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Renaissance Faire Metal! - 91%

JoeCapricorn, August 29th, 2006

I mean that title in a good way too!

What we have here is a sweet concoction of Celtic folk mixed with a little thrash metal, a little black metal, and a dash of heart! I wasn’t exactly sure what I’d expect when I found this at my friend’s shop at the flea market.

The album starts off with a solemn introduction courtesy of the uilleann pipes, before increasing the tempo to a faster, happier tune that reminds me of the Renaissance Faire. Then the power kicks in with Voice of the Morrigan’s catchy riffs, energetic flutes, and the sweet voice of Karen Gilligan. The Fianna is a slower tune, but still provokes a head bang before it fades out and allows A Druid’s Passing to take over my speakers. This song is another soft tune, but a beautiful song that wouldn’t be out of place sitting among my Celtic collection.

Is Fuair An Chroí is a weakspot of this album, and the first bump on the road. It’s okay for an indie-rock song, but at first it seems a bit out of place in a Celtic metal album. Midway through the song it gets a little better with the flutes and more of a heavier sound mixed with more folk instruments such as the bones. Cattle Raid Of Cooley (Táin Bó Cuailgne) is a track that makes up for the minor pitfall of the previous song. It’s an instrumental, and the guitars, bass and drums that form the body of heavy metal does not sound out of place at all with the folk instruments used.

The Middle Kingdom is a combination of folk music and black metal, with the light and gentle flutes dancing among the heavy guitars and the growls of John Clohessy. This track in particular reminds me of another band called Therion that combines a genre over a century old with heavy metal and does an excellent job doing it. Óró Sé Do Bheatha Abhaile is a faster thrashier song with a melodic sweet center that starts a steady build up of energy as it ends the song with Clohessy chanting the title.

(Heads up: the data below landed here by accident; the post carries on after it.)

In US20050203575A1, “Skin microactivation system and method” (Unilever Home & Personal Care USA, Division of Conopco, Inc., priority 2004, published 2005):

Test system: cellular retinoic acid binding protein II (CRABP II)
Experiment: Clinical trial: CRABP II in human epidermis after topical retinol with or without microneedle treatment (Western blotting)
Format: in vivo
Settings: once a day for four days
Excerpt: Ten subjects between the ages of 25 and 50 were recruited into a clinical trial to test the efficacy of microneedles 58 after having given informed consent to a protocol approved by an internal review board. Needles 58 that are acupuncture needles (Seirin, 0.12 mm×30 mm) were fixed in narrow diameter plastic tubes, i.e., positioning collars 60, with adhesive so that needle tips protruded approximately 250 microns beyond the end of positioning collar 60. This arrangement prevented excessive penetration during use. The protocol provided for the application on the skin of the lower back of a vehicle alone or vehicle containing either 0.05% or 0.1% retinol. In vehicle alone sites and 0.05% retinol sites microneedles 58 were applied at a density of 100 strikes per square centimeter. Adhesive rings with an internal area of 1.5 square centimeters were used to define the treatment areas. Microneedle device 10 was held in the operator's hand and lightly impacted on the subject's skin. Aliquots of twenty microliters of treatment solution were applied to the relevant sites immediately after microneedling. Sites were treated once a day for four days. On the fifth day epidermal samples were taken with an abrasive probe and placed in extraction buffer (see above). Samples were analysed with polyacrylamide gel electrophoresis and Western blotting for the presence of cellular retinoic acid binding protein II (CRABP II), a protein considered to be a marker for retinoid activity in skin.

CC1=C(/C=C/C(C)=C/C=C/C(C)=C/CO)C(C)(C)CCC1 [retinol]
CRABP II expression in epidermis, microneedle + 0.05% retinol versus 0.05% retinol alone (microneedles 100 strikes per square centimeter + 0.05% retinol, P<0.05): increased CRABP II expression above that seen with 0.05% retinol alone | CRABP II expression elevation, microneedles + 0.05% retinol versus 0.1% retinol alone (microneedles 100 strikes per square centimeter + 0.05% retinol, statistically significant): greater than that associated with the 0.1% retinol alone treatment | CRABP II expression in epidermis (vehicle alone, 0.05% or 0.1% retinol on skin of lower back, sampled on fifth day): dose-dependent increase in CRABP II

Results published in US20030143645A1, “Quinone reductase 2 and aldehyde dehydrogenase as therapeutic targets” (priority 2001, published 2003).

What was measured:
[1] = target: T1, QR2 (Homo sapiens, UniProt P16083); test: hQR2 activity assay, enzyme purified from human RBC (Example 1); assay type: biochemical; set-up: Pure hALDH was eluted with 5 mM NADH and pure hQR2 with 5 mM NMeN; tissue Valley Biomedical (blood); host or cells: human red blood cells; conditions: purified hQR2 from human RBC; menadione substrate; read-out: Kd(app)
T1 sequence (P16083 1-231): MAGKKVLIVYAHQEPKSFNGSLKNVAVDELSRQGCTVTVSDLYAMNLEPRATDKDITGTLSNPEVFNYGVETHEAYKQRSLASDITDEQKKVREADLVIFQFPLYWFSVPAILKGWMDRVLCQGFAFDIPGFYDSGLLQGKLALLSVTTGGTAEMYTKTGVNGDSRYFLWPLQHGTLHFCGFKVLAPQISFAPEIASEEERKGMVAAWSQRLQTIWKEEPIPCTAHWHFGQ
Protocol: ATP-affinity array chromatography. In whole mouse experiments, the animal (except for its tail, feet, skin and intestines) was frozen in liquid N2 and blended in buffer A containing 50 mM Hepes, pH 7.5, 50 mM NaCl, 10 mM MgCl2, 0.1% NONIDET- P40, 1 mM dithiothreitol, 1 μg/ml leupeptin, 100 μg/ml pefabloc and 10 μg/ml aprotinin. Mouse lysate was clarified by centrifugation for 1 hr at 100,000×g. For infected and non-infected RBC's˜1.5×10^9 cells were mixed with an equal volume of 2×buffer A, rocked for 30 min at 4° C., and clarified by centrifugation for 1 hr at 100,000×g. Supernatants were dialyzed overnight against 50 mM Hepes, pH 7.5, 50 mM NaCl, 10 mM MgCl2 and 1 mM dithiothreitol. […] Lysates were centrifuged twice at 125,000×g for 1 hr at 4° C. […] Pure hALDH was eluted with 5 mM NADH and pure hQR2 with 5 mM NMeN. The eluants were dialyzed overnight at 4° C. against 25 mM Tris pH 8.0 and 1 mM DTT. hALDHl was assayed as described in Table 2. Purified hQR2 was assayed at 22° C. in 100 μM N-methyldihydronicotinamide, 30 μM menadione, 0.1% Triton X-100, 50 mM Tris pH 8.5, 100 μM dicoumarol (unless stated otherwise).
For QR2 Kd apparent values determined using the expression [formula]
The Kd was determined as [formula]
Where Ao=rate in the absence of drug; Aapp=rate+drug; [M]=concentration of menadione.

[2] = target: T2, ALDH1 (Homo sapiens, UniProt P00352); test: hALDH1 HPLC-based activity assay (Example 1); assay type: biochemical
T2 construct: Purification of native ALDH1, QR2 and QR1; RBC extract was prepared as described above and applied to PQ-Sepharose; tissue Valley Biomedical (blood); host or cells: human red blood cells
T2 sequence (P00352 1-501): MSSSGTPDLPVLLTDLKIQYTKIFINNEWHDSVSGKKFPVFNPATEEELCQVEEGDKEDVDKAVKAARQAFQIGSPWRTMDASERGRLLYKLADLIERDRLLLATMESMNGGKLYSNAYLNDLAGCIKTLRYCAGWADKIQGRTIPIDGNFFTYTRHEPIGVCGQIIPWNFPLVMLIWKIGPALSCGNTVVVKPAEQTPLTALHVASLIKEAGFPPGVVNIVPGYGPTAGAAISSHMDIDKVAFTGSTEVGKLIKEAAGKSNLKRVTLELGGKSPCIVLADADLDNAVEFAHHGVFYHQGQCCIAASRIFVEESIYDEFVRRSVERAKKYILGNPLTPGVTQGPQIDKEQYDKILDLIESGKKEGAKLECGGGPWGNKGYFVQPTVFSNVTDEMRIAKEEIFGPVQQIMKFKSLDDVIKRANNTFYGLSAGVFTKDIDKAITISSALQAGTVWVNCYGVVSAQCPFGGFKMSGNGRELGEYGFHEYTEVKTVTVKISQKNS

Unstabled was another minor weakspot, with parts of the song with a seemingly reggae/ska style with folk metal mixed in like an out of place bonus track. Butterfly is the instrumental ending the album proper, and for such a great album the ending could’ve been better. It wasn’t bad at all, I just think it could’ve used some uilleann pipes to end it off. The bonus track To Hell Or To Connaught is a bit heavier, but it still retains some of the folk metal elements. I liked it, although it wasn’t anything memorable.

Highs: Celtica (Voice of the Morrigan), The Fianna.

Lows: Is Fuair An Chroí and Unstabled.

Overall, this album is excellent in terms of originality, complexity, and catchiness. It is not an album for those who just want to bang their head to death metal with brutal growls, so one must appreciate the genre of music outside of the metal realm that went into this album. Despite a rather noticeable lack of guitar solos, that is made up for the complexity and style of all the folk instruments that went into this creation.

Next time I go to the Pennsylvania Renaissance Faire, I can bring this disc along and play it on the way.